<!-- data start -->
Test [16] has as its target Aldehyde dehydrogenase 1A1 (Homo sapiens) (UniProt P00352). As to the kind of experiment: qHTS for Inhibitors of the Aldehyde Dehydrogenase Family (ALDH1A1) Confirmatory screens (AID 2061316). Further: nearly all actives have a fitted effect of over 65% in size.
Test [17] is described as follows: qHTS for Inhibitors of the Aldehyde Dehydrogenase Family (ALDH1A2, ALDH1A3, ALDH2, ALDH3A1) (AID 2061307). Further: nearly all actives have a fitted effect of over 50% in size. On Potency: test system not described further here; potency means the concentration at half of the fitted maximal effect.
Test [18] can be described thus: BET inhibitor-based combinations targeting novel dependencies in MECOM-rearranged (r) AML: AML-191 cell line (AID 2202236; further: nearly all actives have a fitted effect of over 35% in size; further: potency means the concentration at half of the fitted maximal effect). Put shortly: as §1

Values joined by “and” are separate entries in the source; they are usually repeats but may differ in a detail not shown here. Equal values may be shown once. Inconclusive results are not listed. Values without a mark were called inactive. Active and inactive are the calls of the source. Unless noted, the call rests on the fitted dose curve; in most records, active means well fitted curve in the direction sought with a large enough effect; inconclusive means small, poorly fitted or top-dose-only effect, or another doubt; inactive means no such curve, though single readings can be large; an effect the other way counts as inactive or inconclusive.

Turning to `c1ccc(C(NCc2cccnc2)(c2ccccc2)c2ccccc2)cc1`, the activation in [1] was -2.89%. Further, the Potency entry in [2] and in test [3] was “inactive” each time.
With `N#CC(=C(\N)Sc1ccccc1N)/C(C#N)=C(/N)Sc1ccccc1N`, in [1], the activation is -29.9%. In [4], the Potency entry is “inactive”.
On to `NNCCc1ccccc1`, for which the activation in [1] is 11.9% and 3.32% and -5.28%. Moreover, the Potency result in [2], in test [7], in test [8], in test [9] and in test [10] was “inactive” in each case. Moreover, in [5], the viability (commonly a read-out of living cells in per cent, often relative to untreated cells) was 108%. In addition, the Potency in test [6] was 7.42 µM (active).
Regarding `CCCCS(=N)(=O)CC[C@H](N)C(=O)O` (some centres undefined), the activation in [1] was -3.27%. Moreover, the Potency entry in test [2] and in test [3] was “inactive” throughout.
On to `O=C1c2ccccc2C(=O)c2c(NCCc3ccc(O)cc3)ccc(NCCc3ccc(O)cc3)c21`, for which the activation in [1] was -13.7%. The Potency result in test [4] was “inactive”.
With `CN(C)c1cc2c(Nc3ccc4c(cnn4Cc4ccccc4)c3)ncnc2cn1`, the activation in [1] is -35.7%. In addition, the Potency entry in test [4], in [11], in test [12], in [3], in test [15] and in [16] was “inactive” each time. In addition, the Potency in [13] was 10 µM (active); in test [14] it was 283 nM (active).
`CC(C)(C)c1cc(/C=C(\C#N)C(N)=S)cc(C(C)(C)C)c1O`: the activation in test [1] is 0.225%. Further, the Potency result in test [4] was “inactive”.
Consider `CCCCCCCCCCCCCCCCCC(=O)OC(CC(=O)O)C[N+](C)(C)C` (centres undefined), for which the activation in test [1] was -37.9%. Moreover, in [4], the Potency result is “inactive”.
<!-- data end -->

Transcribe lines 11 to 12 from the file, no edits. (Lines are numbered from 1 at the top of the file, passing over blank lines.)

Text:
`CC(C)(C)c1cc(/C=C(\C#N)C(N)=S)cc(C(C)(C)C)c1O`: the activation in test [1] is 0.225%. Further, the Potency result in test [4] was “inactive”.
Consider `CCCCCCCCCCCCCCCCCC(=O)OC(CC(=O)O)C[N+](C)(C)C` (centres undefined), for which the activation in test [1] was -37.9%. Moreover, in [4], the Potency result is “inactive”.